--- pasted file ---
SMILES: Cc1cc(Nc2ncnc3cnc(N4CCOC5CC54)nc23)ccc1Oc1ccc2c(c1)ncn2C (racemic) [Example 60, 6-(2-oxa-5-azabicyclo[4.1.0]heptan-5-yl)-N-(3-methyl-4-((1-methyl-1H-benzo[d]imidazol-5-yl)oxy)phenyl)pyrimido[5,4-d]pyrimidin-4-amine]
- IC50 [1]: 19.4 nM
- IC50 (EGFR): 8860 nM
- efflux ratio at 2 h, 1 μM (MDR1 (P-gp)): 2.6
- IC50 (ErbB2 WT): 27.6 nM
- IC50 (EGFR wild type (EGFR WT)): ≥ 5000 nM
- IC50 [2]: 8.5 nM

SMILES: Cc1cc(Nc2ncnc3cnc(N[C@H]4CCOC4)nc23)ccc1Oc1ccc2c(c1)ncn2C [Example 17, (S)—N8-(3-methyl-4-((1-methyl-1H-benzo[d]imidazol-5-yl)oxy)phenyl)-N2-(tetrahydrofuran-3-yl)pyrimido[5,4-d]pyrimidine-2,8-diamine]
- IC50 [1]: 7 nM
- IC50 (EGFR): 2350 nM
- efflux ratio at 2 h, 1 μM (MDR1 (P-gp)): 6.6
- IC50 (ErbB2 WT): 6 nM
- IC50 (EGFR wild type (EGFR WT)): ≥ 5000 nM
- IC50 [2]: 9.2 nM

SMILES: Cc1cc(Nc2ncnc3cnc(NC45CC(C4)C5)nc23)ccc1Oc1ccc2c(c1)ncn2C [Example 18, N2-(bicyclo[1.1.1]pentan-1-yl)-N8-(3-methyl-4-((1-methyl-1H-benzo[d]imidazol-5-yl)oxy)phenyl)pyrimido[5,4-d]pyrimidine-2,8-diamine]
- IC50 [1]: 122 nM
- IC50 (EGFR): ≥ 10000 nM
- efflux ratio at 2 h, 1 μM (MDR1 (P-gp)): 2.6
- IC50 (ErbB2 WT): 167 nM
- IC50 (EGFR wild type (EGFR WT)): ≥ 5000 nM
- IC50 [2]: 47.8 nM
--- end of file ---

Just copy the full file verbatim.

SMILES: Cc1cc(Nc2ncnc3cnc(N4CCOC5CC54)nc23)ccc1Oc1ccc2c(c1)ncn2C (racemic) [Example 60, 6-(2-oxa-5-azabicyclo[4.1.0]heptan-5-yl)-N-(3-methyl-4-((1-methyl-1H-benzo[d]imidazol-5-yl)oxy)phenyl)pyrimido[5,4-d]pyrimidin-4-amine]
- IC50 [1]: 19.4 nM
- IC50 (EGFR): 8860 nM
- efflux ratio at 2 h, 1 μM (MDR1 (P-gp)): 2.6
- IC50 (ErbB2 WT): 27.6 nM
- IC50 (EGFR wild type (EGFR WT)): ≥ 5000 nM
- IC50 [2]: 8.5 nM

SMILES: Cc1cc(Nc2ncnc3cnc(N[C@H]4CCOC4)nc23)ccc1Oc1ccc2c(c1)ncn2C [Example 17, (S)—N8-(3-methyl-4-((1-methyl-1H-benzo[d]imidazol-5-yl)oxy)phenyl)-N2-(tetrahydrofuran-3-yl)pyrimido[5,4-d]pyrimidine-2,8-diamine]
- IC50 [1]: 7 nM
- IC50 (EGFR): 2350 nM
- efflux ratio at 2 h, 1 μM (MDR1 (P-gp)): 6.6
- IC50 (ErbB2 WT): 6 nM
- IC50 (EGFR wild type (EGFR WT)): ≥ 5000 nM
- IC50 [2]: 9.2 nM

SMILES: Cc1cc(Nc2ncnc3cnc(NC45CC(C4)C5)nc23)ccc1Oc1ccc2c(c1)ncn2C [Example 18, N2-(bicyclo[1.1.1]pentan-1-yl)-N8-(3-methyl-4-((1-methyl-1H-benzo[d]imidazol-5-yl)oxy)phenyl)pyrimido[5,4-d]pyrimidine-2,8-diamine]
- IC50 [1]: 122 nM
- IC50 (EGFR): ≥ 10000 nM
- efflux ratio at 2 h, 1 μM (MDR1 (P-gp)): 2.6
- IC50 (ErbB2 WT): 167 nM
- IC50 (EGFR wild type (EGFR WT)): ≥ 5000 nM
- IC50 [2]: 47.8 nM